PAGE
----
Tesla announced it was cutting about 10% of salaried workers on June 3, or an overall 3.5% reduction of its head count. Musk told fellow executives he had a "super bad feeling" about the economy, and told CNBC that the company has "become overstaffed in many areas." The layoffs don't apply to anyone "actually building cars," said Musk, and follows the CEO calling both Tesla and SpaceX employees back to the office for 40 hours a week. The company then reportedly laid off around 200 employees on its Autopilot team on June 28.


British online used car dealer Cazoo announced June 7 that it is cutting 15% of its staff amid the rising risk of a recession in the U.K., the company said. Cazoo employs around 3,500 people.


Scooter startup Bird is slashing 23% of its staff, affecting a range of positions from new hires to senior staff. Bird told TechCrunch on June 7 that "macro economic trends impacting everyone have resulted in an acceleration of our path to profitability." Bird has around 600 employees.


Security software company OneTrust laid off 25% of its staff on June 9, affecting around 950 employees. CEO Kabir Barday said in a blog post the move was a response to the shift in sentiment in the capital markets.


BlockFi cut 20% of its staff on June 13. The crypto lender said it must respond to a "dramatic shift in macroeconomic conditions worldwide." The company has a head count of around 850, meaning the layoffs will affect roughly 170 staff members.


Coinbase is laying off 18% of its staff "to ensure we stay healthy during this economic downturn," CEO Brian Armstrong said June 14. The company first slowed, then froze hiring and rescinded offers on June 2 as it looked to "reprioritize our hiring needs against our highest-priority business goals," COO Emilie Choi said. The company later created a database of laid-off employees to help them find new work.


Real estate tech company Redfin is laying off about 470 employees, TechCrunch reported June 14. The company cited low demand for home buying as mortgage interest rates surge.


Real estate company Compass is laying off 10% of its staff, or about 450 people. A company spokesperson told TechCrunch on June 14 that the staffing cuts are due to "clear signals of slowing economic growth."


Online notarization company Notarize laid off 110 employees, or 25% of staff, the Boston Business Journal reported June 15. The cuts trimmed its workforce down to 325 employees.


Celebrity education tech company MasterClass cut 20% of its staff on June 22, or around 120 employees. The company said the move would "strengthen our position both financially and strategically."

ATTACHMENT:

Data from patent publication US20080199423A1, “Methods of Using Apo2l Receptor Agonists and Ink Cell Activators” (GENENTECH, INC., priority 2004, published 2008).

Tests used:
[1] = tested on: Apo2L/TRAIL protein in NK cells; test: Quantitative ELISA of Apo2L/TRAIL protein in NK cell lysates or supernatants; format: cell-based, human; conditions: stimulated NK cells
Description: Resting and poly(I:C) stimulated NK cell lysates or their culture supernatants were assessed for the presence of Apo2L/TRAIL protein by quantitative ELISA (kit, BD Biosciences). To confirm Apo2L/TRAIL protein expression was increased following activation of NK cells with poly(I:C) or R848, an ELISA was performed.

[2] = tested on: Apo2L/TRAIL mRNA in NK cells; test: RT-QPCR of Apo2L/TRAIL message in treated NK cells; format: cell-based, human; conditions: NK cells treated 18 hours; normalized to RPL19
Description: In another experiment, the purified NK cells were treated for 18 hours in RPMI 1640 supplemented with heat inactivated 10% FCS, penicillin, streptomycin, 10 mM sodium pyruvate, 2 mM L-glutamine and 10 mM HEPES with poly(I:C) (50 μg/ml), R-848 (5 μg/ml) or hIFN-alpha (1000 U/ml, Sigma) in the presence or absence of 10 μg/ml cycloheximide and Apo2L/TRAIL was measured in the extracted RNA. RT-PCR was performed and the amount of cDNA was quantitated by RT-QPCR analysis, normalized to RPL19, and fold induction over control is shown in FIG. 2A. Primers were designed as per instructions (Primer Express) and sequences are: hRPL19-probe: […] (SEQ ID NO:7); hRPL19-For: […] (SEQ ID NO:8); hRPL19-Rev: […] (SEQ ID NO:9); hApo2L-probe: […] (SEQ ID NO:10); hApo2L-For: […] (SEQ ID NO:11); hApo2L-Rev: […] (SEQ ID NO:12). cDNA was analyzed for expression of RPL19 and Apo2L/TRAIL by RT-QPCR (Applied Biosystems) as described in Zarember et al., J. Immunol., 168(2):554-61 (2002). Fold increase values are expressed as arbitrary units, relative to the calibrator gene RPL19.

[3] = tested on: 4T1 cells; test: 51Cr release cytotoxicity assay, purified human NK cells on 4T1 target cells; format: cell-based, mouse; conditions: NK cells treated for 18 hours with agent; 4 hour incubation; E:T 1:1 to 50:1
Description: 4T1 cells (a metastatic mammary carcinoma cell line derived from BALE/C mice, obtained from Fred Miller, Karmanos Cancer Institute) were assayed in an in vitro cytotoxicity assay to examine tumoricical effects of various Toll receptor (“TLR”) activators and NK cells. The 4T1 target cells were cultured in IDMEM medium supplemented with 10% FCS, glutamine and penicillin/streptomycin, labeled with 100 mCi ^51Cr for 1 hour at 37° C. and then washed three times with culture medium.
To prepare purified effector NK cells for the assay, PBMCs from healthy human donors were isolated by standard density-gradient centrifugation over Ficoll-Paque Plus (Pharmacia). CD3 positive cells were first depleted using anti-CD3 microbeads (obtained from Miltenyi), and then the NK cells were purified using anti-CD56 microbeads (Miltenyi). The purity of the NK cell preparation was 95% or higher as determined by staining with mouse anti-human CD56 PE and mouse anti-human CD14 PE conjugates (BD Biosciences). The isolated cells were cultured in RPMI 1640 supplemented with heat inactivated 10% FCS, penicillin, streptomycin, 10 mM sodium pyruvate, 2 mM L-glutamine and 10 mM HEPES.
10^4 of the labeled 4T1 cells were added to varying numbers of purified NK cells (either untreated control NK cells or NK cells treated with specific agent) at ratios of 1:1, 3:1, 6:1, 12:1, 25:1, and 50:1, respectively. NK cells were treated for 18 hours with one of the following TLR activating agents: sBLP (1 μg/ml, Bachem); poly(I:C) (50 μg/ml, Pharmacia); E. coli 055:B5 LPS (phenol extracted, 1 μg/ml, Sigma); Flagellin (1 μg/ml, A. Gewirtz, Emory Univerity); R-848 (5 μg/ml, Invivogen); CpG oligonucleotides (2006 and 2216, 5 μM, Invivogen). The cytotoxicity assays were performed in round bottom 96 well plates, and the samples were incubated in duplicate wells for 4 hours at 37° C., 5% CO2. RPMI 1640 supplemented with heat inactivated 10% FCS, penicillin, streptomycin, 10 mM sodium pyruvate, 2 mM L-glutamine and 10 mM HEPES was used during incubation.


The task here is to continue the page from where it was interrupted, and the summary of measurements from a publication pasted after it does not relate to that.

Backstage Capital

Investment firm Backstage Capital, which funds startups led by underrepresented founders, cut all of its operation staff on June 27 due to fundraising challenges, according to its founder Arlan Hamilton. The firm cut 75% of its staff, going from a dozen employees to three. It is still seeking to raise a $30 million opportunity fund.


Fintech company Amount, which reached a valuation of more than $1 billion last year, laid off 18% of its workforce on June 27. CEO Adam Hughes blamed "the current macro-economic environment." The company did not say the number of employees affected.


Gaming company Niantic cut around 8% of its staff on June 29, affecting around 85 to 90 employees. The company also canceled four projects as it is “facing a time of economic turmoil” CEO John Hanke said in an email viewed by Bloomberg.


Newsletter company Substack laid off 13 employees, or roughly 14% of its workforce, on June 29. CEO Chris Best said in a letter reported by Axios that the company's goal is to survive tough market conditions without "relying on raising money." The cuts were made across HR, support and operations departments.


Game development tools provider Unity laid off more than 200 employees, approximately 4% of its staff, on June 29. The company said in a statement to Protocol that it "decided to realign some of our resources to better drive focus and support our long-term growth."


Crypto lender Celsius cut around 150 employees, or a quarter of its staff, on July 3. The company blamed "extreme market conditions" after pausing withdrawals three weeks prior.


Online brokerage eToro laid off 100 employees, or 6% of its total workforce, on July 5. The company also canceled its SPAC merger with blank-check company FinTech Acquisition Corp.